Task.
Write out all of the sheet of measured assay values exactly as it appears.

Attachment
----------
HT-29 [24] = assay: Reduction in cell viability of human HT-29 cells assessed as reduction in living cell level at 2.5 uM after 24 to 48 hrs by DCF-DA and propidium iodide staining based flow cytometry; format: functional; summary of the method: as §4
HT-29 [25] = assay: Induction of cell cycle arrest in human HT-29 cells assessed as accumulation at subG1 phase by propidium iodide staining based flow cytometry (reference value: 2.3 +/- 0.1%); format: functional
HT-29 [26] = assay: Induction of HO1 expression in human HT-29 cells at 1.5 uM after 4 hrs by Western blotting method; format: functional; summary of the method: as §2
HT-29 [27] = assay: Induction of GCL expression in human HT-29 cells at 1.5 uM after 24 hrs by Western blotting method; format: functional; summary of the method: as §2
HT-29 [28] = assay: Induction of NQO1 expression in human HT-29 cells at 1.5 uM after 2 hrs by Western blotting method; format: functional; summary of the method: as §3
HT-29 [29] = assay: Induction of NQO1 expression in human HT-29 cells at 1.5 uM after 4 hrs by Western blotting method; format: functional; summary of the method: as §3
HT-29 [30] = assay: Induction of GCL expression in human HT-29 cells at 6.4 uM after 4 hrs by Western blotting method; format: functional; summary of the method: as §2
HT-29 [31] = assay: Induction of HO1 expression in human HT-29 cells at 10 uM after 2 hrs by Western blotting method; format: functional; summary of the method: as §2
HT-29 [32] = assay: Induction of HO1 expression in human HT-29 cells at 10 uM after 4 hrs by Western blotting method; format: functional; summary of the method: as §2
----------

HT-29 [24] = assay: Reduction in cell viability of human HT-29 cells assessed as reduction in living cell level at 2.5 uM after 24 to 48 hrs by DCF-DA and propidium iodide staining based flow cytometry; format: functional; summary of the method: as §4
HT-29 [25] = assay: Induction of cell cycle arrest in human HT-29 cells assessed as accumulation at subG1 phase by propidium iodide staining based flow cytometry (reference value: 2.3 +/- 0.1%); format: functional
HT-29 [26] = assay: Induction of HO1 expression in human HT-29 cells at 1.5 uM after 4 hrs by Western blotting method; format: functional; summary of the method: as §2
HT-29 [27] = assay: Induction of GCL expression in human HT-29 cells at 1.5 uM after 24 hrs by Western blotting method; format: functional; summary of the method: as §2
HT-29 [28] = assay: Induction of NQO1 expression in human HT-29 cells at 1.5 uM after 2 hrs by Western blotting method; format: functional; summary of the method: as §3
HT-29 [29] = assay: Induction of NQO1 expression in human HT-29 cells at 1.5 uM after 4 hrs by Western blotting method; format: functional; summary of the method: as §3
HT-29 [30] = assay: Induction of GCL expression in human HT-29 cells at 6.4 uM after 4 hrs by Western blotting method; format: functional; summary of the method: as §2
HT-29 [31] = assay: Induction of HO1 expression in human HT-29 cells at 10 uM after 2 hrs by Western blotting method; format: functional; summary of the method: as §2
HT-29 [32] = assay: Induction of HO1 expression in human HT-29 cells at 10 uM after 4 hrs by Western blotting method; format: functional; summary of the method: as §2